But on all scales of farming, having a business plan that’s written down – and runs the whole gamut of personal goals to business goals, is essential, he said. “It is important to get a mission statement developed for the farm. That way, when disagreements between parties arise, everyone can go back to that mission statement, reread it and come back to the table and discuss the issue based on the goals of the business,” Moore explained.
A business plan is a living document that needs to grow and change and develop with the business. Business plans are not just for the large, full-time farmers. A mission statement can also help everyone involved in the part-time farm achieve their goals.
The idea of a separate business, Moore explained, “is to have the business be what is considered this virtual enterprise. It doesn’t own much of anything, but leases dad’s land, leases machinery from dad and uncle. The business gets labor from dad, uncle and from son and daughter, and pays them wages for their labor. It produces crops and/or livestock and generates profits, which can be shared with those who own the business.”
A virtual business, separating out the assets from the business, for example with an LLC, has a lot to do with trying to reduce financial exposure to lawsuits. If the business itself doesn't own many assets, then when a lawsuit against the business arises, the assets aren't owned by the business responsible, so it’s not at risk as much.” However, Moore stressed that insurance is still the foundation of a good risk management policy.
“It really depends many times upon what is the most important facet they're trying to protect. Multigenerational, lots of siblings, maybe protect assets in a capital intensive situation. The goal is to manage risk, facilitate transfers, manage income estate taxes, prioritize and look at different ways to structure the business,” Moore said.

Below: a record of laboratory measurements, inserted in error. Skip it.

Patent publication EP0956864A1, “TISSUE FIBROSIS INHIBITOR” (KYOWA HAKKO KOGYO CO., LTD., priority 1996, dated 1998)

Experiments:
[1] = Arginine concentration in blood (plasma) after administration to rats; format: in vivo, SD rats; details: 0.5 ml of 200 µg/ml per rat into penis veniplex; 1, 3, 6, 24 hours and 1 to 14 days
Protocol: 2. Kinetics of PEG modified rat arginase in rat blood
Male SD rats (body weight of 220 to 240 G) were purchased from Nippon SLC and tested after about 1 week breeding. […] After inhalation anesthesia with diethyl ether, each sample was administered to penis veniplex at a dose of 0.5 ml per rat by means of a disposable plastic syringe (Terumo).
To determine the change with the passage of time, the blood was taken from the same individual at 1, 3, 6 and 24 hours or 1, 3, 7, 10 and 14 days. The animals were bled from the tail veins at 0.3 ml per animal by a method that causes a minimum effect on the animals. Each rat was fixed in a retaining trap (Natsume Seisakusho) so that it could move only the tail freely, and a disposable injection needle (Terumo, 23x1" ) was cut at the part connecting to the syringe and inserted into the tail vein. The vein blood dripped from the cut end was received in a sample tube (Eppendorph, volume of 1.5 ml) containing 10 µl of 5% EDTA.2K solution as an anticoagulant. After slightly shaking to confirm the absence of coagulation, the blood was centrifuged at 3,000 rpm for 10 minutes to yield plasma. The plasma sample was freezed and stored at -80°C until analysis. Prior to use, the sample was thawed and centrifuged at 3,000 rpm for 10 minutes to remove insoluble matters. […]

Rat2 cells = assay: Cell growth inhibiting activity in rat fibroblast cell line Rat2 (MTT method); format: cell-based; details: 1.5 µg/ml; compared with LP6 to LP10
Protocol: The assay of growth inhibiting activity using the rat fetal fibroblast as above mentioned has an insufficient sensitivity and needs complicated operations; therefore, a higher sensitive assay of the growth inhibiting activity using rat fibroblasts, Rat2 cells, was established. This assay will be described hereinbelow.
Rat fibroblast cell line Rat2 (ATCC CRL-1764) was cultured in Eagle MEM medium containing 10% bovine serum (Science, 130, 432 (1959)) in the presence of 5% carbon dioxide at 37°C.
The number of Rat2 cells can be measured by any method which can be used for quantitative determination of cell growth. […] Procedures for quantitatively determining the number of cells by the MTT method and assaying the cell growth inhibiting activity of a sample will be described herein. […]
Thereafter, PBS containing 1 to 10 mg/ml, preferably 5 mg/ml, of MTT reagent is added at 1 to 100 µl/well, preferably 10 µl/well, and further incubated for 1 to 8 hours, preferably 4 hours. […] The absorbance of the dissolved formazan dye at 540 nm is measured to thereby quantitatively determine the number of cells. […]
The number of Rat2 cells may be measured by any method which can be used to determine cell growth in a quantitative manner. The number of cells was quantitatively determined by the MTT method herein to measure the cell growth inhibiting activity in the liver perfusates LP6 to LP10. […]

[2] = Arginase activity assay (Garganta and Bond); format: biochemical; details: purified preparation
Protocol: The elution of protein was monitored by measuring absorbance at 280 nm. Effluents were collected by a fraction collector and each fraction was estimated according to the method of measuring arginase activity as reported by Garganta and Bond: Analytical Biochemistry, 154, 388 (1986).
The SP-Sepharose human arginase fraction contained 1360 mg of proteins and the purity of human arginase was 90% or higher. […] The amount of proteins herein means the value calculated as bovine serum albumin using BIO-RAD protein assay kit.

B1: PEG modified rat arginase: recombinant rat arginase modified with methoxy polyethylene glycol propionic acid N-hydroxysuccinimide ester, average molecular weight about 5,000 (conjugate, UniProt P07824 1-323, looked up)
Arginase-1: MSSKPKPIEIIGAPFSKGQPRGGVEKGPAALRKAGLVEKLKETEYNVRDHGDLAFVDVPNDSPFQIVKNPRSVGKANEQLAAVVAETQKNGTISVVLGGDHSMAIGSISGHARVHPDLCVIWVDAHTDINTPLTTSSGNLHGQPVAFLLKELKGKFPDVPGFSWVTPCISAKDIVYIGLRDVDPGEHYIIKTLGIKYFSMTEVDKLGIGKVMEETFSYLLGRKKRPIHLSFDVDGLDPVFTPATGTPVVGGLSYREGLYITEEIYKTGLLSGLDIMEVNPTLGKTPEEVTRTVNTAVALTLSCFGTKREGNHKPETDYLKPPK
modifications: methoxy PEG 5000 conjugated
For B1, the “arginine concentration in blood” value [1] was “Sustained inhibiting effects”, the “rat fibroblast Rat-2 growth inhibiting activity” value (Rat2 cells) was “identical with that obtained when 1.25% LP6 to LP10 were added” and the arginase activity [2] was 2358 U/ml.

Problems in Transfer
Moore said open lines of communication are the first barrier to implementing a multigenerational farm transfer, and next is determining the family’s business plan for the farming operation.
Where do you want the farm to be 5 years down the road? As a family can you design a farming plan that meets the financial goals of everybody involved? He stressed the importance of including the ideas of everyone involved, when planning for the business’ organization.
If you’ve got one son going back to the farm, often mom and dad feel a special affinity to him, but they want to treat their two other children fairly. How do you split a farm, to transfer to three siblings, but ensure the one child on the farm can have successful operation?”
It is extremely difficult to talk about these kinds of things, but it is so critical, Moore stressed. It’s one thing if everybody’s getting along, but those things change. “One or more of parents die, feathers get ruffled and what everyone thought wouldn’t be an issue becomes an issue. Especially when one sibling is wanting to keep farming when their brothers and sisters own 2/3 farm and their sibling can’t afford to buy them out. Families can end up losing the farm because the kids are fighting over the details.”
There are lots of different resources, attorneys, financial planners and Extension staff and literature concerning the financial and legal concerns when structuring the farm.